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**The design of Rijndael. AES – the Advanced Encryption Standard.**
*(English)*
Zbl 1065.94005

Berlin: Springer (ISBN 3-540-42580-2/hbk). xvii, 238 p. (2002).

From the text: This book by the designers of the block cipher presents Rijndael from scratch. The underlying mathematics and the wide trail strategy as the basic design idea are explained in detail and the basics of differential and linear cryptanalysis are reworked. Subsequent chapters review all known attacks against the Rijndael structure and deal with implementation and optimization issues. Finally, other ciphers related to Rijndael are presented.

When we wrote this book, we had basically two kinds of readers in mind. Perhaps the largest group of readers will consist of people who want to read a full and unambiguous description of Rijndael. For those readers, the most important chapter of this book is Chap. 3, that gives its comprehensive description.

In order to follow our description, it might be helpful to read the preliminaries given in Chap. 2. Advanced implementation aspects are discussed in Chap. 4. A short overview of the AES selection process is given in Chap. 1.

A large part of this book is aimed at the readers who want to know why we designed Rijndael in the way we did. For them, we explain the ideas and principles underlying the design of Rijndael, culminating in our wide trail design strategy. In Chap. 5 we explain our approach to block cipher design and the criteria that played an important role in the design of Rijndael. Our design strategy has grown out of our experiences with linear and differential cryptanalysis, two cryptanalytical attacks that have been applied with some success to the previous standard, the Data Encryption Standard (DES). In Chap. 6 we give a short overview of the DES and of the differential and the linear attacks that are applied to it. Our framework to describe linear cryptanalysis is explained in Chap. 7; differential cryptanalysis is described in Chap. 8. Finally, in Chap. 9, we explain how the wide trail design strategy follows from these considerations.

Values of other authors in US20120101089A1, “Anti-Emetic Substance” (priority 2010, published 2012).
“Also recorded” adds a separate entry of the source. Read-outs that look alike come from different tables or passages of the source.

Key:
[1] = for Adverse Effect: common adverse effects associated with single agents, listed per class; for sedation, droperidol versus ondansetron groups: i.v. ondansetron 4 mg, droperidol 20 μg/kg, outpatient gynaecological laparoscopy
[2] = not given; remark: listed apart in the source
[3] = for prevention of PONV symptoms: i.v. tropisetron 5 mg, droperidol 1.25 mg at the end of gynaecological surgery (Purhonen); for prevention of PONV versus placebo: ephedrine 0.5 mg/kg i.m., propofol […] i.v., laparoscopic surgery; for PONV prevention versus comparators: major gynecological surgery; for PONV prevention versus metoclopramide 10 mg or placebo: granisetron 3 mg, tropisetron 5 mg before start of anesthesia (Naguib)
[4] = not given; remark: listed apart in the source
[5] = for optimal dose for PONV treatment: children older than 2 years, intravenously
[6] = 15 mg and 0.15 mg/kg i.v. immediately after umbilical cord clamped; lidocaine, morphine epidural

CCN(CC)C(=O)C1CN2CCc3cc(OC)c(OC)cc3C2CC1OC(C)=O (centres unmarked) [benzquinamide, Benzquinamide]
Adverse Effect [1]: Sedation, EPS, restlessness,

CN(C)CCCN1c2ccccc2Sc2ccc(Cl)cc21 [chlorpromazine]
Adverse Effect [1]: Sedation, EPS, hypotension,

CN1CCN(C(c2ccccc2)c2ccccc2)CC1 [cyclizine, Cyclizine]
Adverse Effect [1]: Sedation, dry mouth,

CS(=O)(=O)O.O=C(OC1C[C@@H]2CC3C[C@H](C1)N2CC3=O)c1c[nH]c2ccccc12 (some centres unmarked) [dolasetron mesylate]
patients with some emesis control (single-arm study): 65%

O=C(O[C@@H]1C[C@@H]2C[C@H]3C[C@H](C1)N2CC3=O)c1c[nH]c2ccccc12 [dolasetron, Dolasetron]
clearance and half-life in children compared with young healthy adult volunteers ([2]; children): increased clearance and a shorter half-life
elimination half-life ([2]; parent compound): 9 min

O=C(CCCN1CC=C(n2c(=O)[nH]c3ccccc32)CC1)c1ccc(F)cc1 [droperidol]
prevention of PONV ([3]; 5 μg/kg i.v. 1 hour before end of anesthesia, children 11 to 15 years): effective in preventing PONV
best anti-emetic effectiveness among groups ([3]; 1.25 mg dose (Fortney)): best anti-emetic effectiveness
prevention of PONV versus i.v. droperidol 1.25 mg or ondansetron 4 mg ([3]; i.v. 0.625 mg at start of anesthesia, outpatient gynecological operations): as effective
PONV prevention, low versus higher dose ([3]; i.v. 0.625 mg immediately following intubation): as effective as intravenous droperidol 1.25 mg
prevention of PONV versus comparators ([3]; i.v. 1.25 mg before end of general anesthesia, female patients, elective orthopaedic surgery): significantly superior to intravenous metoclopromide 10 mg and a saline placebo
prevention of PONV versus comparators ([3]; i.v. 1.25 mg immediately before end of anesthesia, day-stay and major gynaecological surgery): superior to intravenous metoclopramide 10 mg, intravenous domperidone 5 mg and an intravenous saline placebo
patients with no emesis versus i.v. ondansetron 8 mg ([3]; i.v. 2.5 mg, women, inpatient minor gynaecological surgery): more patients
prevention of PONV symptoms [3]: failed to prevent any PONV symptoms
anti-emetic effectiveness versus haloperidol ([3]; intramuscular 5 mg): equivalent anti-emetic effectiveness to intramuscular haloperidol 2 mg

Chapter 10 gives an overview of the published attacks on reduced-round variants of Rijndael. Chapter 11 gives an overview of ciphers related to Rijndael. We describe its predecessors and discuss their similarities and differences. This is followed by a short description of a number of block ciphers that have been strongly influenced by Rijndael and its predecessors.

In Appendix A we show how linear and differential analysis can be applied to ciphers that are defined in terms of finite field operations rather than Boolean functions. In Appendix B we discuss extensions of differential and linear cryptanalysis. To assist programmers, Appendix C lists some tables that are used in various descriptions of Rijndael, Appendix D gives a set of test vectors, and Appendix E consists of an example implementation of Rijndael in the C programming language.